A couple of months ago one of my short stories, Roach, about a cockroach farm in China (it’s a thing), appeared in the anthology Night Terrors 12 via Scare Street Publishing. I’m pleased to announce that as Scare Street continue their all-out assault on the world of horror fiction, this month sees the release of Night Terrors 14, which includes my creepfest Eyeless.
Eyeless is a gruesome little tale about an elderly gent who is moved into a care home where the residents receive visits from a mysterious supernatural entity after lights out. My intention with this was not just to write a straight-forward horror story, but also a dressed-up disquisition on life and the slow-death ageing process that we all have to endure, if we’re lucky.
Also in this volume you will find a realtor desperately tries to sell a haunted house before it consumes her body and soul, a young couple’s vacation at a campground takes an ominous turn when something menacing lurks nearby, and a haunting melody leads a curious girl to a bittersweet tale of love and loss. Because when night falls, a dance of death begins. And once the music ends, the only sounds you hear are your own screams of terror.
As always, Scare Street have assembled a killer cast of authors, including my old buddy and peerless sick, twisted bitch (she likes it when I call her that), Renee Miller, the full table of contents reading something like this:
1. Marshmallow Murderer by Melissa Gibbo
2. Organ Manipulator by Justin Boote
3. Camping with the Carnival by Jason E. Maddux
4. Serenade by Craig Crawford
5. Sold by Renee Miller
6. Gram’s Garden by J. L. Royce
7. The Gift that Keeps on Giving by Peter Kelly
8. The Womb by Edwin Callihan
9. Eyeless by C. M. Saunders
10. Dark Home by Simon Lee-Price
11. The Wooden Box by P. D. Williams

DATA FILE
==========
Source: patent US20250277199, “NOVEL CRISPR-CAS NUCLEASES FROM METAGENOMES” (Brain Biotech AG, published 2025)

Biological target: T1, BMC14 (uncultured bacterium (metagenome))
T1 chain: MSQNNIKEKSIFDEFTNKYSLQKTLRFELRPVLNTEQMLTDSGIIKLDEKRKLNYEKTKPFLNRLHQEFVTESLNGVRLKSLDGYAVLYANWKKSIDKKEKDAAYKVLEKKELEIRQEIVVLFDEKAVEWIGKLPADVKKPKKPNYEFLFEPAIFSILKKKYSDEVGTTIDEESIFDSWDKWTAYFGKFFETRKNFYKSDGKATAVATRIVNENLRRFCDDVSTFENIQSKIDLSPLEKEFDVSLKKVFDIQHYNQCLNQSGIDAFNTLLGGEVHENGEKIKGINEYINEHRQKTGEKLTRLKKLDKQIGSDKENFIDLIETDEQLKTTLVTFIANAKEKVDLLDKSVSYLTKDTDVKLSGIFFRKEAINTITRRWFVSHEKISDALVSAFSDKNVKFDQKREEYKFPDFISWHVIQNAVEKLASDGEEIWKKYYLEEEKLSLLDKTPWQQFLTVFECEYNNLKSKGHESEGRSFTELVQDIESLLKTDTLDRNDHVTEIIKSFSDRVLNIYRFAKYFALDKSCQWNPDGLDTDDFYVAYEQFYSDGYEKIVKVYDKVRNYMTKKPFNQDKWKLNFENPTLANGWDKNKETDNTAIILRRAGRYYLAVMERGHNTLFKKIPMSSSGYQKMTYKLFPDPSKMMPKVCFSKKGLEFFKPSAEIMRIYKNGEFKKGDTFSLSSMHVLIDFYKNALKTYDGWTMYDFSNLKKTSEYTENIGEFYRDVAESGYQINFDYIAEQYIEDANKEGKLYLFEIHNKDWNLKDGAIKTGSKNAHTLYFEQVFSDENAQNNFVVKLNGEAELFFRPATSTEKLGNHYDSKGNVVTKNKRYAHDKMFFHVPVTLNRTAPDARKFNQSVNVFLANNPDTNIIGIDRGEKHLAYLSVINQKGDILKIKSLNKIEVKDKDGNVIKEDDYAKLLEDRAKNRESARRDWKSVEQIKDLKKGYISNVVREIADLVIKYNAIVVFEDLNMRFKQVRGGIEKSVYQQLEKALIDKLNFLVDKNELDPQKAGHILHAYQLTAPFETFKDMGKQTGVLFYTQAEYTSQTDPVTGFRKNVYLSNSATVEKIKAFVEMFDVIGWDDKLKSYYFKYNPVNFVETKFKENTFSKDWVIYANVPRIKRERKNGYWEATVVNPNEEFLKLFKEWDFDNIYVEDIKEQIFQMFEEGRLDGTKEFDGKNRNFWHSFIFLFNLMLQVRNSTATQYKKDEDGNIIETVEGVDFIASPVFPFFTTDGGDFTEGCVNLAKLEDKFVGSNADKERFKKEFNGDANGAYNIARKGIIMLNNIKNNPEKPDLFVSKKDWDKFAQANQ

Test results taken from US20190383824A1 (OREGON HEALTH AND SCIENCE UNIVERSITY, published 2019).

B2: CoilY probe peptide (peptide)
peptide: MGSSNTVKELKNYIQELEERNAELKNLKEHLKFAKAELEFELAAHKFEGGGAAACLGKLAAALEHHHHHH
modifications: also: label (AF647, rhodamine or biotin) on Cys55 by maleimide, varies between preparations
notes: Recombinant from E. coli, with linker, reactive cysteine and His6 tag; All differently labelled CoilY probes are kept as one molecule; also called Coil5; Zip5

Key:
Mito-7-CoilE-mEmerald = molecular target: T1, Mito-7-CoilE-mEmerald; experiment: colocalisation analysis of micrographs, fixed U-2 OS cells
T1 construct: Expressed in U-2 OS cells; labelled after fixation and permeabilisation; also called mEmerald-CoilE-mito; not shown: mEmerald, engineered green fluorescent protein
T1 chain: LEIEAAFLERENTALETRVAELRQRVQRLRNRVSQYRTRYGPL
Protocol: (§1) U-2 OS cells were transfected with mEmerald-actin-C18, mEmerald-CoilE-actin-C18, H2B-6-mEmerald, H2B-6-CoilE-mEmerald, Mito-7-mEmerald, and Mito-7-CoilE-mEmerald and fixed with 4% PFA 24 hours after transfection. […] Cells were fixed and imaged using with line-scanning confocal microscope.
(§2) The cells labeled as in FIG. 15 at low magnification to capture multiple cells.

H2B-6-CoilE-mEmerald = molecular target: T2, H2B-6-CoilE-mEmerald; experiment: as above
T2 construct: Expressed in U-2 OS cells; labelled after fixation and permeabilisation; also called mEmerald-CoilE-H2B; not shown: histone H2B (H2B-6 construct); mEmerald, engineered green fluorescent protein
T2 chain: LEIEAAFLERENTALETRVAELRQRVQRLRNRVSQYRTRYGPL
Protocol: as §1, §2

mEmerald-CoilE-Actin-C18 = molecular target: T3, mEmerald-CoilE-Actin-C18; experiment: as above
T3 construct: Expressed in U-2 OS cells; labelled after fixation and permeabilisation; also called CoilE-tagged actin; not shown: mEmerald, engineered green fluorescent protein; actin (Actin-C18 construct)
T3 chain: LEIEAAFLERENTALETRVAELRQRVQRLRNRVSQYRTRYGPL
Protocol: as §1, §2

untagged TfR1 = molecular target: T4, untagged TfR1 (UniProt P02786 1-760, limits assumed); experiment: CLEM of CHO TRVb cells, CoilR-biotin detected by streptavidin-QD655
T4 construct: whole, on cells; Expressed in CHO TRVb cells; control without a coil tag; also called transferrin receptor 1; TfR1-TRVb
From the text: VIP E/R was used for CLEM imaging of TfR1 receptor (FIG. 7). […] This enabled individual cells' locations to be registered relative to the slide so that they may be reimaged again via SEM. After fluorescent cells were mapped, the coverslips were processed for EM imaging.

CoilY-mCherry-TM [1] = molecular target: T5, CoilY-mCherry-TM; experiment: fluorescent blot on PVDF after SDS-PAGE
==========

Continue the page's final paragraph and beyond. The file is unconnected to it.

12. The Limb Farmer by Caleb Stephens
13. Ouroboros by Melissa Burkley
14. Crow’s Books by Ron Ripley
Night Terrors 14 is out now on paperback and ebook.
Leave a comment | tags: anthology, book, C.M. Saunders, ebook, fiction, horror, paperback, publishing, Scare Street, writing | posted in Anthologies, fiction, horror, Writing
Like most other people, I am struggling to take any positives from 2020. One positive, however, is the fact that I’ve had more time to reassess things, and tackle some of those jobs I’ve been putting off. One of those jobs was revising my novel, Sker House, my attempt at the ‘Great Welsh Haunted House Story.’
I worked on it sporadically for five or six years, mainly because there was so much research involved because I wanted it to be as factually accurate as possible. Sker House, and many of the places I talk about in the book, are real, and so are some of the local legends I reference including that of Kenfig Pool and the Maid of Sker. Well, they are at least as ‘real’ as legends can be, anyway. The book also incorporates some documented historical events, like the awful practice of wrecking and the Mumbles Lifeboat Disaster, which didn’t actually happen in Mumbles, but here at Sker Point.
In 2016 I got to a point where I was just done with Sker House. I was so desperate to get it out there, I forewent the process of looking for a traditional publisher, commissioned my old mate Greg Chapman to design a cover (based on an old postcard I found of the original Sker House) and decided to publish it myself. Or more accurately, via a now-defunct writer’s collective I was then part of.
Though it became my biggest selling book and picked up some great reviews, truth be told, I’ve never been 100% happy with the version of Sker House I originally put out. The plot was a bit meandering and unfocused in places, and I slipped into using the passive voice a bit too much. The back end of the book felt a bit rushed, and there were a few silly grammatical errors and the odd missing apostrophe or comma. In places I forgot I was writing for an international audience, and referenced things like the Dissolution of the Monastries without actually saying what it was, or what the implications were and how it tied in with the story. From a more practical standpoint, the formatting was also a bit wayward. I was still learning the ropes then and experimenting with different techniques and software.
Some things seem fine the first dozen times you read them, but if you go back and read them a thirteenth time years later you’ll probably find some things you’d like to change. The beauty of self-publishing, apart from maintaining complete creative control, is that you can do just that. During this re-write I also added 4,000 words or so to the original. I’m not sure how that happened because my intention was to do the opposite, but there you go.
Helped largely by a succesful Bookbub promotion, the first edition is my biggest selling book which means a lot of my readers already have it. If you’re one of the few thousand who are in possession of the original (now substandard) version, get in touch and I’ll send you a free copy of the 2020 remaster.